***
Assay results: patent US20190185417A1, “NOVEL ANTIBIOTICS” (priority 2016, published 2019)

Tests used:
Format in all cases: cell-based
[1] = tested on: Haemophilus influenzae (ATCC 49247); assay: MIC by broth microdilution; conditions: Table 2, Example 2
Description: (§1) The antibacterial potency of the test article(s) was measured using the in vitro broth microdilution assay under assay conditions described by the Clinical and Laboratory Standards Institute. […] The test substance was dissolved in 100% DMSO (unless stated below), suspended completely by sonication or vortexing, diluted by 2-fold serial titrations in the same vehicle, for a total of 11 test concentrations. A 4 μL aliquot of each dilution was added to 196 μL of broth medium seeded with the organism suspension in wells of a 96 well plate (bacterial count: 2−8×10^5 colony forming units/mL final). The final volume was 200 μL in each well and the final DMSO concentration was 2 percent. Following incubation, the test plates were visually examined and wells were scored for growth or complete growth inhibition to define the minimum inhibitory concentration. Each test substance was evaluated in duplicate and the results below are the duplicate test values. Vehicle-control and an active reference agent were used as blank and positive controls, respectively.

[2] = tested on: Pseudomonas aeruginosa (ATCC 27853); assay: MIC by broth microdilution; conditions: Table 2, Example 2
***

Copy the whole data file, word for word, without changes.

Assay results: patent US20190185417A1, “NOVEL ANTIBIOTICS” (priority 2016, published 2019)

Tests used:
Format in all cases: cell-based
[1] = tested on: Haemophilus influenzae (ATCC 49247); assay: MIC by broth microdilution; conditions: Table 2, Example 2
Description: (§1) The antibacterial potency of the test article(s) was measured using the in vitro broth microdilution assay under assay conditions described by the Clinical and Laboratory Standards Institute. […] The test substance was dissolved in 100% DMSO (unless stated below), suspended completely by sonication or vortexing, diluted by 2-fold serial titrations in the same vehicle, for a total of 11 test concentrations. A 4 μL aliquot of each dilution was added to 196 μL of broth medium seeded with the organism suspension in wells of a 96 well plate (bacterial count: 2−8×10^5 colony forming units/mL final). The final volume was 200 μL in each well and the final DMSO concentration was 2 percent. Following incubation, the test plates were visually examined and wells were scored for growth or complete growth inhibition to define the minimum inhibitory concentration. Each test substance was evaluated in duplicate and the results below are the duplicate test values. Vehicle-control and an active reference agent were used as blank and positive controls, respectively.

[2] = tested on: Pseudomonas aeruginosa (ATCC 27853); assay: MIC by broth microdilution; conditions: Table 2, Example 2